2 | July 5, 2019 | The highland park landmark calendar hplandmark.com In this week’s Landmark Police Reports6 Pet of the Week8 Editorial15 Faith Briefs18 Dining Out22 Puzzles23 Home of the Week24 Athlete of the Week27 The Highland Park Landmark ph: 847.272.4565 fx: 847.272.4648 Editor Erin Yarnall, x34 firstname.lastname@example.org sports editor Nick Frazier, x35 email@example.com Sales director Teresa Lippert, x22 firstname.lastname@example.org Real Estate Sales John Zeddies, x12 email@example.com Legal Notices Jeff Schouten, 708.326.9170, x51 firstname.lastname@example.org PUBLISHER Joe Coughlin, x16 email@example.com Managing Editor Eric DeGrechie, x23 firstname.lastname@example.org AssT. Managing Editor Megan Bernard, x24 email@example.com President Andrew Nicks firstname.lastname@example.org EDITORIAL DESIGN DIRECTOR Nancy Burgan, 708.326.9170, x30 email@example.com 22 nd Century Media 60 Revere Drive Suite 888 Northbrook, IL 60062 www.HPLandmark.com Chemical- free printing on 30% recycled paper circulation inquiries firstname.lastname@example.org The Highland Park Landmark (USPS 17430) is published weekly by 22nd Century Media, LLC 60 Revere Dr. Ste. 888, Northbrook IL 60062. Periodical postage paid at Northbrook and additional mailing offices. POSTMASTER: Send address changes to The Highland Park Landmark 60 Revere Dr., Ste. 888, Northbrook IL 60062. Published by www.22ndcenturymedia.com SATURDAY Concerts at Ravinia 7 p.m. July 6 - Michael McDonald and Chaka Khan. 7:30 p.m. July 7 - Ravinia Festival Orchestra - The Music of Queen. 7:30 p.m. July 9 - Maxwell. 7:30 p.m. July 10 - Lady Antebellum. MONDAY Sensory Friendly Magic 1-1:35 p.m. July 8, Highland Park Public Library, 494 Laurel Ave., Highland Park. Experience the magic of Jaime Aponte as he amazes us all. This one-of-a-king show includes live animals, daring, mystery and illusion. This is a sensoryfriendly program especially for children with special needs and their families. Tickets are required. TUESDAY Tidying Up Like Marie Kondo 5-6 p.m. July 9, Highland Park Public Library, 494 Laurel Ave., Highland Park. Learn the joys of tidying. Join us to watch clips to learn more about Marie Kondo’s organization methods and get hands-on practice with her folding techniques. UPCOMING Manet and Modern Beauty - Behind the Scenes of the Art Institute’s New Exhibit 10:30-11:30 a.m. July 10, Highland Park Public Library, 494 Laurel Ave., Highland Park. Katie Kemnitzer, research associate in the department of Eruopean painting and sculpture at the Art Institute of Chicago, discusses the museum’s exhibit, Manet and Modern Beauty, the first Art Institute exhibition devoted exclusively to Manet in more than 50 years, and the first to focus on his transformative last years. Walking Outdoor Meditation 2-3 p.m. July 10, Dayhouse Coworking, 2057 Green Bay Road, Highland Park. Spend a half day at Dayhouse Meditation for some serene time to work and take a 30-minute walking meditation outside with in-house meditation guru Vicki Hensley. This event is free for Dayhouse members and $20 for nonmembers. To register visit dayhousecoworking.com/ events-1. Chicago Klezmer Ensemble 7-8:30 p.m. July 10, Highland Park Public Library, 494 Laurel Ave., Highland Park. Enjoy modern and traditional klezmer music. Chicago Klezmer Ensemble creates original interpretations and compositions. This program is part of the Chicago YIVO Society Summer Festival of Yiddish Culture. Stories in the Woods 9:30-10:30 a.m. July 11, Heller Nature Center, 2821 Ridge Road, Highland Park. Engage in a handson nature inspired activity. Enjoy a story and take a short hike with a naturalist. No pre-registration is required. It is $8 for one adult and one child, and $3 for each additional child. Prioritizing Your Business Challenges 12-1 p.m. July 11, Dayhouse Coworking, 2057 Green Bay Road, Highland Park. You’re a busy business owner. Not sure which problems to tackle first? Join Dayhouse Coworking member Kanhai Kapadia (Founder of KGK Company) to refocus on what matters: decisionmaking strategies that successful CEOs use to continuously grow revenue and profit, the real-world stories that prove those strategies and an AMA session for fresh ideas on your most frustrating challenges. Free for Dayhouse Coworking members, $20 for non-members. Incredible Edible Earth 3-4 p.m. July 11, Highland Park Public Library, 494 Laurel Ave., Highland Park. Learn about the layers of Earth and the Moon with food. We’ll build models using a cacophany of confections. program will take place in the meeting room. All Things Fishy 6-7:30 p.m. July 11, Rosewood Beach Interpretive Center, 883 Sheridan Road, Highland Park. Enjoy the art of making candy sushi. Create a fishpainted tote bag or picture to take home. Walk along the beach as a naturalist explains our resident fish. Historical Overview of Immigration Control in America 7-8:45 p.m. July 10, Highwood Public Library, 102 Highwood Ave., Highwood. Presentation by Magdalena B. Wilk, J.D., who is an immigration attorney in Lake County and also a lecturer in politics at Lake Forest College. Photo Scavenger Hunt 10-11:30 a.m. July 13, Heller Nature Center, 2821 Ridge Road, Highland Park. Join us for an epic scavenger hunt. You’ll be challenged to hunt for specific Heller locations with your family while taking silly photos. Each family will leave with a surprise. Summer Astronomy 8:30-10 p.m. July 13, Heller Nature Center, 2821 Ridge Road, Highland Park. See Saturn and the Moon through our telescope. Bring a blanket to lay on the grass and view the stars. If weather is cloudy we will provide an indoor program. Pizza Tasting 4-4:45 p.m. July 17, Highland Park Public Library, 494 Laurel Ave., Highland Park. Who has the best pizza in town? We’re about to find out. Kids entering 6th-8th grade are welcome to join us in a blind taste test to find the best pizza around. Registration is required. Middle school students only. Highwood Days 4 p.m.-10 p.m. July 18, 4 p.m.-11 p.m. July 19, 11 a.m.-11 p.m. July 20, 11 a.m.-9 p.m. July 21, Highwood Metra Station, 317 LIST IT YOURSELF Reach out to thousands of daily users by submitting your event at HPLandmark.com/calendar For just print*, email all information to email@example.com *Deadline for print is 5 p.m. the Thursday prior to publication. Green Bay Road, Highwood. This year marks the 51st anniversary of Highwood’s oldest festival. Complete with carnival rides, funnel cakes, live music and tons of food from local vendors — this is the most traditional festival and will not disappoint. Get Healthy with Technology 6-7 p.m. July 18, Highland Park Public Library, 494 Laurel Ave., Highland Park. Join us to get familiar with the many apps and wearable devices that can help you track your steps, practice good sleep hygiene, calm your mind with meditation, motivate you with great music and more. ONGOING Ukulele Lessons 6:30-7:30 p.m. Tuesdays, Aloha City Ukes, 453 Roger Williams Ave, Highland Park. Come learn how to play simple chords and songs on the ukulele with music lovers from the community. Strum along with experienced and just beginning ukulele players, no need to register. If you don’t have a ukulele, you can borrow one from the stores extensive collection. For more information visit the store or contact Aloha City Ukes on their website alohacityukes.com.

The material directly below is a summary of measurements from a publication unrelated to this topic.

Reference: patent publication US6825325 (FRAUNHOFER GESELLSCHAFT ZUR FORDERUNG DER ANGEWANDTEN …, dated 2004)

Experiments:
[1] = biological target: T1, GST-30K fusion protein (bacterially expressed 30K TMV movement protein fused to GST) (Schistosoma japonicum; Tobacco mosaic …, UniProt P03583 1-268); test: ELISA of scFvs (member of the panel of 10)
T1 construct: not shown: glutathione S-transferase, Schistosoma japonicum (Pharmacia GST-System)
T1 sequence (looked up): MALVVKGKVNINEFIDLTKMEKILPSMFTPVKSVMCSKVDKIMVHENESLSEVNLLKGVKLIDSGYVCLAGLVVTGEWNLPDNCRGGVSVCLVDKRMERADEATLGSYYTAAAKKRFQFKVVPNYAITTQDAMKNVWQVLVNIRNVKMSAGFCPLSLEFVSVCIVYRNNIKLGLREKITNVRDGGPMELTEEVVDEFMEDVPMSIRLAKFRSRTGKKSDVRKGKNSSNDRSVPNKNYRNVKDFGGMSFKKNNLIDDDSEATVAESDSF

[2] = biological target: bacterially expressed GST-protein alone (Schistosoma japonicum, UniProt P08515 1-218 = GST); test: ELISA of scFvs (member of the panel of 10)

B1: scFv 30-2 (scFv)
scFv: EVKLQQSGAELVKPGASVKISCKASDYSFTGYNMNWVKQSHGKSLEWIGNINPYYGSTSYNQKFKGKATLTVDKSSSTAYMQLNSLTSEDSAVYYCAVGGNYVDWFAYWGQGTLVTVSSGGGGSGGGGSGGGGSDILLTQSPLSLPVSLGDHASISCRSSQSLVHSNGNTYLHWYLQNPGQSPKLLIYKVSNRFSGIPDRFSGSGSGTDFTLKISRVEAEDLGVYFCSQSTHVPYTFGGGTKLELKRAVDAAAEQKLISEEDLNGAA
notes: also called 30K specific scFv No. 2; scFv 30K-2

hplandmark.com news the highland park landmark | July 5, 2019 | 3 Highland Park City Council Financial penalties for fake reports to police approved Eric Bradach Freelance Reporter Residents knowingly making false statements to law enforcement in Highland Park will soon have to surrender a hefty fine after City Council approved an ordinance at its June 24 meeting. The ordinance was introduced to the council earlier the same day at the Committee of the Whole meeting. At the City Council meeting, Mayor Nancy Rotering and three council members voted yes; meanwhile, Councilwoman Michelle Holleman voted no and Councilwoman Kim Stone voted present. “[This ordinance] came up on our Committee as a Whole [agenda], we discussed it, and this is something we saw for the first time in this agenda,” Stone said. “So I am not ready at this point to say yes or no... So I will be voting present.” Under the new law, anyone who knowingly makes a false statement to a Highland Park police officer in connection with a police report or investigation is liable to a civil penalty. Those penalties could be an amount set by the annual fee resolution as well as up to three times the amount of the damages and costs to the city caused by the false statement, according to the ordinance. The new law defines knowledgeable false statement in three ways: “a statement of material fact with actual knowledge that the statement was false;” ROUND IT UP A brief recap of City Council action on June 24: • Mayor Rotering proclaimed June as LGBTQ Pride Month. “The City of Highland Park is proud to the LGBTQ-plus flag in June in honor of Pride Month and will display the flag throughout the summer,” Rotering said. “HIghland Park is a community invested in inclusivity. We stand as allies to the LGBTQ-plus communities, highlighting their voices as we fly the rainbow flag.” • A resolution awarding Tyler Technologies, Inc., of Plano, Texas, the Enterprise Resource Planning Software and Implementation contract passed. • A resolution awarding Illinois Constructors Corp. of Elburn, Illinois, the 2019 Bridge Maintenance Program contract passed. “a statement of material fact with knowledge of facts or information that would cause a reasonable person to be aware that the statement was false when it was made;” or “signs, certifies, attests, submits or otherwise provides assurances, or causes any other person to sign, certify, attest, submit or otherwise provide assurances, that a statement of material fact is true or accurate in deliberate ignorance or reckless disregard of the truth or falsity of the statement.” The penalties are in response to numerous highprofile events involving false statements to law enforcement, which has cost the city high implications including police staffing, investigative time and resources and unnecessary law-enforcement intervention. The new conditions was drafted after a review other municipalities that have created similar ordinances and feedback from the city’s corporation council, according to the ordinance. Holleman, the lone no vote, expressed worry that the penalties were too harsh and is not clearly defined enough to protect minors from such penalties. “I will echo Councilman Stone’s comments and just add that I think this goes a little too far and has potential for abuse, turning lying into a crime, which could be overused in certain situations, especially with minors,” Holleman said. Rotering, though, said she was certain that the law would only be enforced on adults and not on minors playing pranks. “I received assurance this evening from the [police] chief’s presentation that this ordinance will not be used in those circumstances and that a very high standard will be used before this ordinance was applied,” Rotering said. “I found comfort that this will not be used for teenagers having issues telling the truth.” Township High School D113 Township High School D113 hires new administrator Submitted Content The Township High School D113 Board of Education voted unanimously to accept the superintendent’s recommendation to appoint Dr. Michael C. Lach as its assistant superintendent of curriculum, instruction and assessment at a June 24 meeting. In this role, Lach will provide leadership for curriculum design, development and implementation across the District, as well as oversee the collection, analysis and dissemination of all forms of assessment data with a focus on using these insights to improve teaching and learning. “In his roles as Officer of High School Teaching and Learning and later as Chief Officer of Teaching and Learning for Chicago Public Schools under Arne Duncan, Dr. Lach has demonstrated his ability to manage transformational initiatives and build partnerships that lead to significant gains in student performance,” Superintendent Bruce Law said. “His deep expertise in curriculum standards, Love is the cure for loneliness.... S ilver V iew accountability and policy at the district and federal levels and his administrative skills in managing teams and budgets will help ensure that District 113, its faculty and students continue to achieve at the high levels our community has come to expect.” Dr. Lach, who will join the District next month, expressed his desire to “roll up his sleeves” and get started in his new role, noting a particular focus on ensuring equity, opportunity and achievement for all students. “I’m looking forward to listening, learning and building the relationships needed to ensure that principals are empowered to serve as instructional leaders and teachers are supported with the tools they need for both their own learning and that of their students,” Lach said. Lach earned a bachelor of arts degree in physics from Carleton College, master of arts degrees from Teachers College at Columbia University (science education) and Northeastern Illinois University (educational leadership), and a doctorate in educational leadership from University of Illinois Chicago. Lach is currently the director of STEM and strategic initiatives at the University of Chicago, where he has led a variety of research and technical assistance projects focusing on regional and national K-12 math and science education improvements. During his ten years of employment at Chicago Public Schools, he served in a number of other roles, including director of mathematics and science, teacher liaison, senior technology advisor and as a science teacher at Lake View High School. Previously, he served as lead curriculum developer for Northwestern University’s Center for Learning Technology in Urban Schools. Dr. Lach began his career as a high school science teacher in New Orleans, Louisiana teaching general and physical science and biology as a member of the charter corps of Teach for America. personal, loving attention & meaningful companionship for your loved ones with dementia www.SilverView.com Highland Park, IL (224) 600-1900